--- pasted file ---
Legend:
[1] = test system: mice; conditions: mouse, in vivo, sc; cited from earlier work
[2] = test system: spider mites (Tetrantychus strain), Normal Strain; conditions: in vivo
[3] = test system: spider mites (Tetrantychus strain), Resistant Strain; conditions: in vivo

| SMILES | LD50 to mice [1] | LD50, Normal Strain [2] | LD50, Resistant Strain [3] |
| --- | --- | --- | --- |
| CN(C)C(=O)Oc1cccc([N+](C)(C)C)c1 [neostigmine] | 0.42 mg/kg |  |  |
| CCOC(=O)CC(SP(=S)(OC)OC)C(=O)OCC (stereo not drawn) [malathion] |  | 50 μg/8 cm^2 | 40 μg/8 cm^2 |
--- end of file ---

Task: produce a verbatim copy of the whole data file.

Legend:
[1] = test system: mice; conditions: mouse, in vivo, sc; cited from earlier work
[2] = test system: spider mites (Tetrantychus strain), Normal Strain; conditions: in vivo
[3] = test system: spider mites (Tetrantychus strain), Resistant Strain; conditions: in vivo

| SMILES | LD50 to mice [1] | LD50, Normal Strain [2] | LD50, Resistant Strain [3] |
| --- | --- | --- | --- |
| CN(C)C(=O)Oc1cccc([N+](C)(C)C)c1 [neostigmine] | 0.42 mg/kg |  |  |
| CCOC(=O)CC(SP(=S)(OC)OC)C(=O)OCC (stereo not drawn) [malathion] |  | 50 μg/8 cm^2 | 40 μg/8 cm^2 |